American consumers of cigarettes and other tobacco products have an increasing tendency to also consume marijuana, according to new findings from an American research group.
Marijuana and cigarettes are two of America’s three most commonly consumed addictive substances. While marijuana use is on the rise, cigarette use has fallen consistently for a number of years. In a study scheduled for publication in October 2015 in the journal Addictive Behaviors, researchers from Emory University used data gathered from hundreds of thousands of American adults to assess the frequency of marijuana use among people who smoke cigarettes or use other tobacco products. These researchers concluded that the number of marijuana-smoking tobacco consumers has risen considerably in the 21st century.
Cigarette Use in America
Since 2003, the percentage of Americans who smoke cigarettes at least once a month has fallen from roughly 26 percent to just over 21 percent. Crucially, the smoking rate among adolescents between the ages of 12 and 17 (a group particularly susceptible to the onset of nicotine addiction) has fallen by more than 50 percent over the same span of time. People in three age groups are substantially more likely to smoke: young adults in their early to mid-20s, young adults in their late 20s and adults in their early 30s. Teenage boys and teenage girls smoke with more or less equal frequency; however, men smoke substantially more often than women.
Marijuana Use in America
About 7.5 percent of all Americans over the age of 11 use marijuana one or more times per month, the federal Substance Abuse and Mental Health Services Administration notes in its annual National Survey on Drug Use and Health. This is the equivalent of 19.8 million individuals. Throughout most of the 2000s, the annual rate of marijuana intake shifted up and down, with a low point of 5.8 percent and a high point of 6.2 percent. However, in 2009, the rate embarked on a slow but steady rise that has continued over time. Marijuana is consumed more often than any other substance that meets the federal standard for an illicit or illegal drug or medication. As a rule, peak usage rates for the drug appear among young adults in their early to mid-20s.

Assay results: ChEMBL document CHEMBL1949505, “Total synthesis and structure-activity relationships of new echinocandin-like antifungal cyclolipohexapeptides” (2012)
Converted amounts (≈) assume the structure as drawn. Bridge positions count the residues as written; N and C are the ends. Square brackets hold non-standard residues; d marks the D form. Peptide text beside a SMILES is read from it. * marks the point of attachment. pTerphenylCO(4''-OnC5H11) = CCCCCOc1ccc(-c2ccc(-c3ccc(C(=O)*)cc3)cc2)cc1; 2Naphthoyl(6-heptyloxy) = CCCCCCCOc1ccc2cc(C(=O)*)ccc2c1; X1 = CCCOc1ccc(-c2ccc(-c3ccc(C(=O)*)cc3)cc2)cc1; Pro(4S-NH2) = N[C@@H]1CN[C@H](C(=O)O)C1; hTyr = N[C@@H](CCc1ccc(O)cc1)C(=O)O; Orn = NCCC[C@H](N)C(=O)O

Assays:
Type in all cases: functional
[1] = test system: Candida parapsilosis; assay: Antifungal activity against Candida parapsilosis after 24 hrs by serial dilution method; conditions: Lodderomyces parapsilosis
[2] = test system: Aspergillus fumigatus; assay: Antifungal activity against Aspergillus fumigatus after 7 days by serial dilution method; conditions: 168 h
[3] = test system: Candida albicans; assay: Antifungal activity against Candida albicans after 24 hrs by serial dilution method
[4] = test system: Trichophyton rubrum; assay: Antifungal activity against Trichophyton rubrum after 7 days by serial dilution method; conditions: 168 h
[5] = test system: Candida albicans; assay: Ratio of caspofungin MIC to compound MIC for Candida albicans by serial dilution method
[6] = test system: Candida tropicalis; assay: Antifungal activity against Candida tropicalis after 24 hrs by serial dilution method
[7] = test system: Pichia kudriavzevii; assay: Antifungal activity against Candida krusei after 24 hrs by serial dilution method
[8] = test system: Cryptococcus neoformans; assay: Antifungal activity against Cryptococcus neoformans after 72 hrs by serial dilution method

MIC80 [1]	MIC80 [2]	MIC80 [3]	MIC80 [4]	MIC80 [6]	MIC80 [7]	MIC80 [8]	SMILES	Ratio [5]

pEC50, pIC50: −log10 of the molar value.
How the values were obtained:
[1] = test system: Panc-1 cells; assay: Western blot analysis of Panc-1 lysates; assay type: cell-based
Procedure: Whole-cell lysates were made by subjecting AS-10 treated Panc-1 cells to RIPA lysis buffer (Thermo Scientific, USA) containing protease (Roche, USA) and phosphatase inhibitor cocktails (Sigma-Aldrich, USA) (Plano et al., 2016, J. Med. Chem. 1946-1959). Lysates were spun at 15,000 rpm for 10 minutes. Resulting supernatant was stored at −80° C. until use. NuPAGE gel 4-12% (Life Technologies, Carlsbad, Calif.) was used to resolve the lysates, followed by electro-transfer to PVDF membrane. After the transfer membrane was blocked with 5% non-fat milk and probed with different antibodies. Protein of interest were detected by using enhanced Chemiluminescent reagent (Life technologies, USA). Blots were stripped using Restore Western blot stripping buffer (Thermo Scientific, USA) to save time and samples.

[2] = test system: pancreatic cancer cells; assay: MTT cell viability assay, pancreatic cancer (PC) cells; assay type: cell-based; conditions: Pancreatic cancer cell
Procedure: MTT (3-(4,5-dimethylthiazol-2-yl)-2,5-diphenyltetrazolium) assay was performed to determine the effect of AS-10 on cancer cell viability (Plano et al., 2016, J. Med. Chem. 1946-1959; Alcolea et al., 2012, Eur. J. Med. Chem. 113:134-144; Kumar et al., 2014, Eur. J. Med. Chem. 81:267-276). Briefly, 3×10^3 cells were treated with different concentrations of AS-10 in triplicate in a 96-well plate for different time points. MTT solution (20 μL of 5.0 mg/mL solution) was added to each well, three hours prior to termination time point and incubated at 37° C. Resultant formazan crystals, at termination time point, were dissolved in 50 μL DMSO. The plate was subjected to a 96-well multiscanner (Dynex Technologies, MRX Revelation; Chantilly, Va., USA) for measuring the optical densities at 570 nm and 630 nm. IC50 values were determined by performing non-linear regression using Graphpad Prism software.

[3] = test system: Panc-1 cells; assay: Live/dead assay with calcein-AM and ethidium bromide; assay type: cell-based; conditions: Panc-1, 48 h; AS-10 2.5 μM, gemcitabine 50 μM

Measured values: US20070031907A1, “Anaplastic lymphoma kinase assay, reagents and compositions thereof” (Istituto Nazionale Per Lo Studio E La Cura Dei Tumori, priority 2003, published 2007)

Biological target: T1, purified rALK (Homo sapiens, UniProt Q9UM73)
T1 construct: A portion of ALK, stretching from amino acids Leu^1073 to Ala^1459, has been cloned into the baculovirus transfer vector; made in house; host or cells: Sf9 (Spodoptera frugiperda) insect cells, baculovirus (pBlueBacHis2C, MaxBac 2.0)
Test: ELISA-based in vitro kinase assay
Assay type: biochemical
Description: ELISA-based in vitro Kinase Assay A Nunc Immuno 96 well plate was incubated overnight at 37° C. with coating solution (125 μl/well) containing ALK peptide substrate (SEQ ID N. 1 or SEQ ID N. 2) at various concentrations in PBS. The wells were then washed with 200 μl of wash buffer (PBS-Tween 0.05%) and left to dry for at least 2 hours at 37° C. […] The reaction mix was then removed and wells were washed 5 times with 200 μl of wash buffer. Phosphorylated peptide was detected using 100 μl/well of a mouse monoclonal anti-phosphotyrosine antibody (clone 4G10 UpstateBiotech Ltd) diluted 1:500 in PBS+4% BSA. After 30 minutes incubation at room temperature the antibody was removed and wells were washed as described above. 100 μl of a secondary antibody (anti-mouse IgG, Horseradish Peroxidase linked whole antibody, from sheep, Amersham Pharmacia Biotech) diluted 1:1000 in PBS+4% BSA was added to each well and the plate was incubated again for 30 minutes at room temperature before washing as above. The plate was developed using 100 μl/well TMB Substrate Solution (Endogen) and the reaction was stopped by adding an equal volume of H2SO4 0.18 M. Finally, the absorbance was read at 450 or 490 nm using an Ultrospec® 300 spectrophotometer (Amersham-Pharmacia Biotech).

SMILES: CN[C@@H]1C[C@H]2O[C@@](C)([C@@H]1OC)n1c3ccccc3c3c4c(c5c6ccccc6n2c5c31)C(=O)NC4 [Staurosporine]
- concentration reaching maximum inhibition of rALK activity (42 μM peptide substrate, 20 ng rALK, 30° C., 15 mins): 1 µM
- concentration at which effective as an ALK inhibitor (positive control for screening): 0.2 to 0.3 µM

Cannabis Addiction and Nicotine Addiction
Both marijuana and cigarettes contain substances capable of making long-term alterations in the daily function of the brain’s pleasure center, and thereby establishing the requirements for the onset of physical dependence and addiction. In marijuana and other forms of cannabis, the key addiction-related chemical is THC (tetrahydrocannabinol). In cigarettes and other tobacco products, the key chemical is nicotine. Anywhere from one-quarter to one-half of all habitual marijuana consumers will develop a diagnosable case of cannabis addiction sooner or later. Over half of all adult smokers have a nicotine addiction.
Frequency of Overlapping Use
In the study scheduled for publication in Addictive Behaviors, the Emory University researchers used data from 10 years of the National Survey on Drug Use and Health (2003 to 2012) to help determine how often American adults who consume cigarettes or some other tobacco product also consume marijuana, or vice versa. All told, the researchers included information drawn from 378,459 adults. After analyzing the survey results, they found that just over 5 percent of all U.S. adults used both marijuana and cigarettes or some other form of tobacco in the final year under consideration (2012). In that year, 24 percent of American adults used tobacco but did not smoke marijuana; in addition, 2.3 percent of adults smoked marijuana but did not use tobacco.
The researchers concluded that the combined use of marijuana and cigarettes/tobacco rose among American adults between 2003 and 2012. Interestingly, tobacco use fell noticeably in people who primarily smoked marijuana, while marijuana use increased noticeably in people who primarily consumed cigarettes/tobacco. Such a trend is consistent with the overall increasing popularity of marijuana and the overall decreasing popularity of cigarettes.
The study’s authors note that the combined use of marijuana and tobacco did not rise in 18- to 25-year-olds, a group with relatively heavy involvement in both marijuana intake and cigarette intake. However, combined use did increase in several other demographic groups, including men, women, adults in their late 20s and early 30s, adults 50 and older, Caucasian Americans, African Americans and Hispanics.